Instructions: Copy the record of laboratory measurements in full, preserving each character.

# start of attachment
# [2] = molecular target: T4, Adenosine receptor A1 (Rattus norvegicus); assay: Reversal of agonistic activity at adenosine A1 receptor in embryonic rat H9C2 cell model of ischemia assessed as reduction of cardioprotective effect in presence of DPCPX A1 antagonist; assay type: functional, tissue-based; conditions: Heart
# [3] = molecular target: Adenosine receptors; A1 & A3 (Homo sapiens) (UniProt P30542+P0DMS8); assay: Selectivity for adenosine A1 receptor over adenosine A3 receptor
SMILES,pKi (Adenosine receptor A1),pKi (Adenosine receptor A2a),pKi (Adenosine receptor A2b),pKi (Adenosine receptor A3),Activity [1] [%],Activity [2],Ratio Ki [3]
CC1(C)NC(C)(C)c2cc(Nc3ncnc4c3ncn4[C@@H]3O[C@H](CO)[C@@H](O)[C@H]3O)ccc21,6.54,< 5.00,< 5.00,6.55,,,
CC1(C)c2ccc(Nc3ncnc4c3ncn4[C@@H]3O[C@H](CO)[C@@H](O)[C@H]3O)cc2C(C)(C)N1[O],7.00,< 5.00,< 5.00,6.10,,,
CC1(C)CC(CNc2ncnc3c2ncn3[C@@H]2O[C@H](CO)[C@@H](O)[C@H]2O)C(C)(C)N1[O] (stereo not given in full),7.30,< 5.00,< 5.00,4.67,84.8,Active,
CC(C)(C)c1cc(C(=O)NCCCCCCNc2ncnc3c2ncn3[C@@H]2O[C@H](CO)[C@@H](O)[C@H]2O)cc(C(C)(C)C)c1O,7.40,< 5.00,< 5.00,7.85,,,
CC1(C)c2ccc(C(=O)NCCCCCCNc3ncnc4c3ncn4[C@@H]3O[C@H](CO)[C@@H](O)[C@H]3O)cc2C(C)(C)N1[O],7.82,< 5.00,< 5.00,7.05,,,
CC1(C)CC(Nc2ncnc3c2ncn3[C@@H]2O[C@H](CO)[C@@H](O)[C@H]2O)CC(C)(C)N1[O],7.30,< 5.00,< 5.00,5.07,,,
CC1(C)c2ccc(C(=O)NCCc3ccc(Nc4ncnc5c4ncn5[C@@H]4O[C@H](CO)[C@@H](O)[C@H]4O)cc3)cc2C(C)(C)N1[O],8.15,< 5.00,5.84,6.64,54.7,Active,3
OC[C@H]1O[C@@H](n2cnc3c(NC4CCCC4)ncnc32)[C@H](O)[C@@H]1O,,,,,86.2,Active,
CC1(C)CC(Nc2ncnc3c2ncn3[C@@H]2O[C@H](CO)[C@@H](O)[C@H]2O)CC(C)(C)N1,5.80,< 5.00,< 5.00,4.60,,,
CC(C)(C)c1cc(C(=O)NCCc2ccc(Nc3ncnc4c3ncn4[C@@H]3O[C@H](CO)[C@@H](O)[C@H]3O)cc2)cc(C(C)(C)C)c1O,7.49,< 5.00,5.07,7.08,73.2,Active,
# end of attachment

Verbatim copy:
# [2] = molecular target: T4, Adenosine receptor A1 (Rattus norvegicus); assay: Reversal of agonistic activity at adenosine A1 receptor in embryonic rat H9C2 cell model of ischemia assessed as reduction of cardioprotective effect in presence of DPCPX A1 antagonist; assay type: functional, tissue-based; conditions: Heart
# [3] = molecular target: Adenosine receptors; A1 & A3 (Homo sapiens) (UniProt P30542+P0DMS8); assay: Selectivity for adenosine A1 receptor over adenosine A3 receptor
SMILES,pKi (Adenosine receptor A1),pKi (Adenosine receptor A2a),pKi (Adenosine receptor A2b),pKi (Adenosine receptor A3),Activity [1] [%],Activity [2],Ratio Ki [3]
CC1(C)NC(C)(C)c2cc(Nc3ncnc4c3ncn4[C@@H]3O[C@H](CO)[C@@H](O)[C@H]3O)ccc21,6.54,< 5.00,< 5.00,6.55,,,
CC1(C)c2ccc(Nc3ncnc4c3ncn4[C@@H]3O[C@H](CO)[C@@H](O)[C@H]3O)cc2C(C)(C)N1[O],7.00,< 5.00,< 5.00,6.10,,,
CC1(C)CC(CNc2ncnc3c2ncn3[C@@H]2O[C@H](CO)[C@@H](O)[C@H]2O)C(C)(C)N1[O] (stereo not given in full),7.30,< 5.00,< 5.00,4.67,84.8,Active,
CC(C)(C)c1cc(C(=O)NCCCCCCNc2ncnc3c2ncn3[C@@H]2O[C@H](CO)[C@@H](O)[C@H]2O)cc(C(C)(C)C)c1O,7.40,< 5.00,< 5.00,7.85,,,
CC1(C)c2ccc(C(=O)NCCCCCCNc3ncnc4c3ncn4[C@@H]3O[C@H](CO)[C@@H](O)[C@H]3O)cc2C(C)(C)N1[O],7.82,< 5.00,< 5.00,7.05,,,
CC1(C)CC(Nc2ncnc3c2ncn3[C@@H]2O[C@H](CO)[C@@H](O)[C@H]2O)CC(C)(C)N1[O],7.30,< 5.00,< 5.00,5.07,,,
CC1(C)c2ccc(C(=O)NCCc3ccc(Nc4ncnc5c4ncn5[C@@H]4O[C@H](CO)[C@@H](O)[C@H]4O)cc3)cc2C(C)(C)N1[O],8.15,< 5.00,5.84,6.64,54.7,Active,3
OC[C@H]1O[C@@H](n2cnc3c(NC4CCCC4)ncnc32)[C@H](O)[C@@H]1O,,,,,86.2,Active,
CC1(C)CC(Nc2ncnc3c2ncn3[C@@H]2O[C@H](CO)[C@@H](O)[C@H]2O)CC(C)(C)N1,5.80,< 5.00,< 5.00,4.60,,,
CC(C)(C)c1cc(C(=O)NCCc2ccc(Nc3ncnc4c3ncn4[C@@H]3O[C@H](CO)[C@@H](O)[C@H]3O)cc2)cc(C(C)(C)C)c1O,7.49,< 5.00,5.07,7.08,73.2,Active,